You can quote me on that. The Marietta Daily Journal already has. We failed to put a referendum to expand transit on the ballot this year and the primary reason for that was how rushed everything was as we reached multiple deadlines.

Although 2024 seems like a long time from now, it’s actually critical that we move forward with the process towards a referendum right now. As I mentioned in the last issue, Commissioner Jerica Richardson’s position on the Cobb Board is at risk due to her being drawn out of her own district.

Whether you think it’s right or not, or even your opinion on what you think will happen, the truth is we don’t know. There is a chance that in 2023, the Cobb Board of Commissioners becomes paralyzed with four commissioners, two of which have been outspoken in their opposition to transit.

It’s important that before the end of the year, the Board of Commissioners adopts a resolution giving Cobb Department of Transportation staff direction to start the process towards a 2024 referendum.

Failure to do that means we might find ourselves in the same position we were in earlier this year with looming deadlines and unfinished plans.

What can you do?

So glad you asked! There are two things you can do to help the county move forward:

  1. Attend public meetings and provide public comment
    -Lucky you! Your first opportunity to do this is tomorrow, October 25th, at either the Work Session (1:30PM) or the Board of Commissioners’ meeting (7:00PM)
  2. Contact your Commissioner
    -Lucky you! We are here to help! We will help you figure out your commissioner and give you the talking points/script to help reach out

Interested in doing one of those things to help out? Fill out this form!

Upcoming Commissioners’ Meetings

As I’ve alluded to, the next few Commissioners’ meetings will be a critical opportunity to move transit forward.

Work Session on Tuesday, October 25th at 1:30 PM

Although public comment is not allowed at work sessions, the only agenda item is “to present information necessary to prepare for a 2024 Special Purpose Local Option Sales Tax ballot referendum in November 2024.”

I’ll be attending to see the presentation and discussion and I’d love to be joined by other advocates. I know the timing is difficult, but it’s important we attend to witness and show our support.

Board of Commissioners’ Meeting on Tuesday, October 25th at 7:00PM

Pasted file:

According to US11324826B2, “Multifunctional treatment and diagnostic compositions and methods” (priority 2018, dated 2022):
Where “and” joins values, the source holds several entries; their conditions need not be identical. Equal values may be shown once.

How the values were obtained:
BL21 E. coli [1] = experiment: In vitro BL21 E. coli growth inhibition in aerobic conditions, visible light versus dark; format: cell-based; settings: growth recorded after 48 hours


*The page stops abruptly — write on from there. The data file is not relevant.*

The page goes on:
Although there is no item directly focusing on transit, it’s important that we attend and show our support in public comment. Don’t know what to say? Don’t worry! We can help! Just fill out the Volunteer Interest Form!

One of the primary items on the agenda is the Home Rule issue regarding Jerica Richardson’s district.

Here’s the agenda for the meeting (there are no additional public hearings)

Future Board of Commissioners’ Meetings

At some point in future Board meeting, the issue will likely come to vote as a resolution. It is important that for that meeting, we show up and support the passage of the resolution. Future Board of Commissioners’ Meetings are scheduled:

  • Tuesday, November 8th at 9:00AM
  • Thursday, November 17th at 7:00PM
  • Tuesday, November 22nd at 7:00PM

(Note: I don’t know if the meeting on November 17th is a replacement meeting for the 22nd or an additional meeting. I will find out ASAP)

If you’re interested in joining us at a future meeting, please fill out the Volunteer Interest Form and we will keep you updated!

News & Updates

The former Marietta Mayor William Dunaway doesn’t want to close city streets to dumpsters, but his reasoning is car-centric/congestion focused.

The Highway Boondoggle Report includes 3 projects in Georgia, yet is missing the top-end 285 project…

Smyrna Approves Concept for Parking Deck includes this quote from mayor Derek Norton:

“The other thing we’re going to try to do is work with the Smyrna Arts Council to see if there’s any way we can kind of put the city’s stamp on that deck and make it not look like just any other deck, actually look like it’s part of the city”

Can I suggest adding retail to the outside of the deck? Like this Strong Towns article suggests?

Example of street level retail surrounding a parking structure…

1.2 Mile Segment of Beltline Westside Trail is Officially Open!

Chairwoman Lisa Cupid visited the White House to talk about infrastructure investments

Although voters are voting early in record amounts, there are some worrying trends about turnout from younger voters…

Thank you again for reading! I know this issue focused a lot on transit, but time is critical for us to be involved and make a difference! Future issues will be focused on biking, land use, sustainability and other topics as well.

If you have anything you want to write about, please email abettercobb@gmail.com with your ideas, suggestions, or content.